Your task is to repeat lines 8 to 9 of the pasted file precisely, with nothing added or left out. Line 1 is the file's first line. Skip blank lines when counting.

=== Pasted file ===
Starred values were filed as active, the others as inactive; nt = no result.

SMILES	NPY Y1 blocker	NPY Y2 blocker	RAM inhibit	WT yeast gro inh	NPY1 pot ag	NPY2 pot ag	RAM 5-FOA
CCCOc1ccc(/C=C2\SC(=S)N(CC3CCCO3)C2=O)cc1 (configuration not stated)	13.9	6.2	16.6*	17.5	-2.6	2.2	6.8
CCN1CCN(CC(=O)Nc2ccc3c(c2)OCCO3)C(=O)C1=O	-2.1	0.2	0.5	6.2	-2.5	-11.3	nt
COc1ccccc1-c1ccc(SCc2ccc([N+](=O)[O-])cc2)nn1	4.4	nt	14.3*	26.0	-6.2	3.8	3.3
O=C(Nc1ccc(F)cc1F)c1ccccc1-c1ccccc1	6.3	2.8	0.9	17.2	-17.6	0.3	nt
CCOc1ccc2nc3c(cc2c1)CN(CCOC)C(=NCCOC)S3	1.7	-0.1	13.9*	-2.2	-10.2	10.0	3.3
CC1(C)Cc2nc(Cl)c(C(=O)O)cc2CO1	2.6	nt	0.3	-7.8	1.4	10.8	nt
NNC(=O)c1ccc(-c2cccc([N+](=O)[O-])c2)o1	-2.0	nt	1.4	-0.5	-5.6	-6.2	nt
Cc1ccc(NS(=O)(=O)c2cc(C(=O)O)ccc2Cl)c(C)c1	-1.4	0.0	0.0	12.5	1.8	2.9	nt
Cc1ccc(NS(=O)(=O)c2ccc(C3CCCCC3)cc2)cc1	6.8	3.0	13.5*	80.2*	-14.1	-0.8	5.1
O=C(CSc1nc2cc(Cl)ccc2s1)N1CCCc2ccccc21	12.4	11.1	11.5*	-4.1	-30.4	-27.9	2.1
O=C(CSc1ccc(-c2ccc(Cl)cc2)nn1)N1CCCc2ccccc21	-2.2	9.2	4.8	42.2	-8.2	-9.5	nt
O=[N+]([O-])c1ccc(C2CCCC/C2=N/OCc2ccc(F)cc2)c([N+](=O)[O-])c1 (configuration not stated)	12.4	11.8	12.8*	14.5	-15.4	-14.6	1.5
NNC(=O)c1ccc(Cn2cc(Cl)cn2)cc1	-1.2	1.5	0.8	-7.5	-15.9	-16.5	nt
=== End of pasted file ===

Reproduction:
CC1(C)Cc2nc(Cl)c(C(=O)O)cc2CO1	2.6	nt	0.3	-7.8	1.4	10.8	nt
NNC(=O)c1ccc(-c2cccc([N+](=O)[O-])c2)o1	-2.0	nt	1.4	-0.5	-5.6	-6.2	nt